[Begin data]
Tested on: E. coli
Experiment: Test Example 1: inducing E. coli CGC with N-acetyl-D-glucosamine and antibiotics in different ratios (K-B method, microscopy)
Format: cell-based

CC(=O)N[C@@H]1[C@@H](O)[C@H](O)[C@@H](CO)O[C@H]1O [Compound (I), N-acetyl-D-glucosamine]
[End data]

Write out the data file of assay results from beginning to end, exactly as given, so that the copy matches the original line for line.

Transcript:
Tested on: E. coli
Experiment: Test Example 1: inducing E. coli CGC with N-acetyl-D-glucosamine and antibiotics in different ratios (K-B method, microscopy)
Format: cell-based

CC(=O)N[C@@H]1[C@@H](O)[C@H](O)[C@@H](CO)O[C@H]1O [Compound (I), N-acetyl-D-glucosamine]